The Brazen Project
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The Brazen Project

My Abortion Story


About a month ago, I took a pregnancy test and discovered that I was unexpectedly pregnant. It came as a shock to me, as I’d been on the birth control pill for over a year and my boyfriend and I were not trying to conceive any time soon. The news rattled me, and for the first time I was personally affected by feelings of stigma, shame, and uncertainty that I had been trying to work so hard to fight against in my community. I knew I needed to get an abortion, and I felt absolutely terrified. Over the course of the next few weeks, however, the stories and support of my peers, my community, and the larger network of activist organizations that I had worked with or heard about put my mind at ease and helped me have a wonderful experience. I felt closer to myself and my body, to my partner, and to the work I continue to do to fight abortion stigma in my communities every day. That’s not to say that you have to have had an abortion to be supportive of abortion rights, because this issue affects everyone, whether you would personally be willing or able to get an abortion yourself. I just hope my personal story as an activist for (and now a recipient of) abortion services can offer some more insight into why we need to protect the right to an abortion and why support and solidarity are so important for those who need or want to have one.

Because I was less than ten weeks pregnant, I had a couple of options for my abortion. I could either undergo an “in-clinic abortion,” or take a multi-step abortion pill and experience the abortion at home. I opted for the latter, and scheduled an appointment with my local Planned Parenthood facility to receive the medication. My partner drove me to the clinic and went inside with me to wait with me during my appointment. As forewarned over the phone, there were dozens of protesters outside of the fence surrounding the Planned Parenthood building holding signs and attempting to wave down cars. They all were offering “counseling” that I knew would just be thinly veiled bigotry in an attempt to make me rethink a decision that I knew was the best for me. It also felt ridiculous because Planned Parenthood offers so many other services, including healthcare for pregnant women who did want to continue their pregnancies and needed resources to do so. We drove past them and into the parking lot where they were not allowed, and exited the car in peace. A volunteer escort kindly guided us into the building and told us where we needed to go.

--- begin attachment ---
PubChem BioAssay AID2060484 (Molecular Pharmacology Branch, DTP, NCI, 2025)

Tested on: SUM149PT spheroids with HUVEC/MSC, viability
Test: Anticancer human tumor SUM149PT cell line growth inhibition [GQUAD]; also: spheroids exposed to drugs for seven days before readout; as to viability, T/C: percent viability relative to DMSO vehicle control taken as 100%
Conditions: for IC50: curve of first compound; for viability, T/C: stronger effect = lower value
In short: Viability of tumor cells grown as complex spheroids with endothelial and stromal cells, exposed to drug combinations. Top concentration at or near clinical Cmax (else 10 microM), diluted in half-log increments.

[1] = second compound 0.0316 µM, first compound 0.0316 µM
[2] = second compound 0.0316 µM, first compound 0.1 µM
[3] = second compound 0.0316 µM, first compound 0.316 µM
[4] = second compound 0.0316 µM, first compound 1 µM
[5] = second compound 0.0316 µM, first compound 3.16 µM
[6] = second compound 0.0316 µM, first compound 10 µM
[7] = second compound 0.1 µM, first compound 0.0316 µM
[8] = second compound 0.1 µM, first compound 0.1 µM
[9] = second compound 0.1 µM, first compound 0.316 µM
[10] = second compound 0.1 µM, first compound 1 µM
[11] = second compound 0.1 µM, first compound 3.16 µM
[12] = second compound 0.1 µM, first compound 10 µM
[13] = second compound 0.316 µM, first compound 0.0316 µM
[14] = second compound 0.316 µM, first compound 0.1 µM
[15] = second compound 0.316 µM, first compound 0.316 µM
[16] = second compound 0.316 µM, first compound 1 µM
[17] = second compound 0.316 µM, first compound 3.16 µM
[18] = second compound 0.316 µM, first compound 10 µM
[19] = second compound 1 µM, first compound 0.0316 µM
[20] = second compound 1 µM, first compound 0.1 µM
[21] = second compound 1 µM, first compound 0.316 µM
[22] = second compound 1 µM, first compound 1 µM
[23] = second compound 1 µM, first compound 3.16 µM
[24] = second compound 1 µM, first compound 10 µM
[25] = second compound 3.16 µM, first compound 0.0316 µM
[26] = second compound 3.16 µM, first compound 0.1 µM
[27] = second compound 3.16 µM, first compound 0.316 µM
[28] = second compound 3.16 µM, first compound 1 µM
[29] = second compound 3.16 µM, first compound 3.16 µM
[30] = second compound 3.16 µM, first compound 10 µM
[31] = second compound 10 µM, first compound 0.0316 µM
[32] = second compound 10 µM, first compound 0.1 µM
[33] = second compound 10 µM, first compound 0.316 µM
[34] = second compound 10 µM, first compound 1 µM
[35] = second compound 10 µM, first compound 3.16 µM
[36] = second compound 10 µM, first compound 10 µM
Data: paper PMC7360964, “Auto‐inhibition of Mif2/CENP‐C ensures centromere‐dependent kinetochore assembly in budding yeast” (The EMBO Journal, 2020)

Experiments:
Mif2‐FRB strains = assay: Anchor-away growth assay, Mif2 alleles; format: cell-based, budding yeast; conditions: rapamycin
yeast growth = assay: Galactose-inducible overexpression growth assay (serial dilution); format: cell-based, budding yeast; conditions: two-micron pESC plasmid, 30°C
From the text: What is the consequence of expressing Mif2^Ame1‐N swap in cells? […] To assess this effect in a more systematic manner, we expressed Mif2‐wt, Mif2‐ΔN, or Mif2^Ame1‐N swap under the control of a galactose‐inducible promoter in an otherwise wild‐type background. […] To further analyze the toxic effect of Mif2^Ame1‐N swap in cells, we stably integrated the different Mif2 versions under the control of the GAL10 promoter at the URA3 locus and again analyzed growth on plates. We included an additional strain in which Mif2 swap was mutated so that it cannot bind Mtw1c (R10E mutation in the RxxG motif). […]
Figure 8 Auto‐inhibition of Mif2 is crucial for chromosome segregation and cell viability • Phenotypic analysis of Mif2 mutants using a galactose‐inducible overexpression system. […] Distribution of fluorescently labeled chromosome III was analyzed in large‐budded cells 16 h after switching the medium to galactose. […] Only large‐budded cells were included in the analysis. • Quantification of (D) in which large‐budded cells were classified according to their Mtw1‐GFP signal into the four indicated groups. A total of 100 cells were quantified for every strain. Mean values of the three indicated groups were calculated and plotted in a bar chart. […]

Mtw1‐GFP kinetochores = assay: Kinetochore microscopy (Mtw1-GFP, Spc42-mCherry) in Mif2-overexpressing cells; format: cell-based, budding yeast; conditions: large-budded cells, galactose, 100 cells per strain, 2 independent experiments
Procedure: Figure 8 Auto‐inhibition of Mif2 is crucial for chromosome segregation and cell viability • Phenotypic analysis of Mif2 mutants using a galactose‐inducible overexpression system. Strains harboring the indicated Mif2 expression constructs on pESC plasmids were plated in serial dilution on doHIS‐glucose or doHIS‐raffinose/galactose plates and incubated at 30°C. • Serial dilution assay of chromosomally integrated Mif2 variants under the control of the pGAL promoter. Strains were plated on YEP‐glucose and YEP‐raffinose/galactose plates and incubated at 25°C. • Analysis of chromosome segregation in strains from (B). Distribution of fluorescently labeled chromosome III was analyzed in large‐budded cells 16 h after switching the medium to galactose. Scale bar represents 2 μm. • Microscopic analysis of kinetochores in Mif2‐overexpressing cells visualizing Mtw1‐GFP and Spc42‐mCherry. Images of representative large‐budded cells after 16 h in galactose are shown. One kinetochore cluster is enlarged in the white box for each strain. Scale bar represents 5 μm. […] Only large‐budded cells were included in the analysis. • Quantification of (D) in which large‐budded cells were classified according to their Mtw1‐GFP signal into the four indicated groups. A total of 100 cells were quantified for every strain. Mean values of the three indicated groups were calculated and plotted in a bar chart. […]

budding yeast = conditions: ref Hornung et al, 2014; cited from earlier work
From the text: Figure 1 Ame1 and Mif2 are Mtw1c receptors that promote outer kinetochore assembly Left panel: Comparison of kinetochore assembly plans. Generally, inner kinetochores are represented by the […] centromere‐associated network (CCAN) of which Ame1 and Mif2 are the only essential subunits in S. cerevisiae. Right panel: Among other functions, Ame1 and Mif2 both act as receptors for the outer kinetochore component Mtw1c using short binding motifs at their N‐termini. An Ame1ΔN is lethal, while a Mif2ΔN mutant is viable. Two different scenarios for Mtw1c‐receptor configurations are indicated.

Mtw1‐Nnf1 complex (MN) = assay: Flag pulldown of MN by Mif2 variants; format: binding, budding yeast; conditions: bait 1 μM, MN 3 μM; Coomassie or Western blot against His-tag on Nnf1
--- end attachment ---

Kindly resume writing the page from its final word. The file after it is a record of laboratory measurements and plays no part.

The appointment itself was very simple. They first asked about my decision to have an abortion to make sure I felt it was the right one for me, and that no one else had pressured me into it. Next, I had an ultrasound to confirm how many weeks into the pregnancy I was. The doctor asked whether I wanted to see the ultrasound and if I wanted to be informed if there were multiple embryos, and I said no to both. Then they gave me an extremely detailed description of every step of the process and all of my options for the next two days as I would experience my abortion. Finally, they gave me the first two pills. One was an antibiotic as a buffer against the (very small) chance of infection, and the other was mifepristone, which blocks the progesterone that is needed for a pregnancy to continue. I went home with instructions to take the second set of pills 24 hours after my appointment, some pain medication, and nausea medication.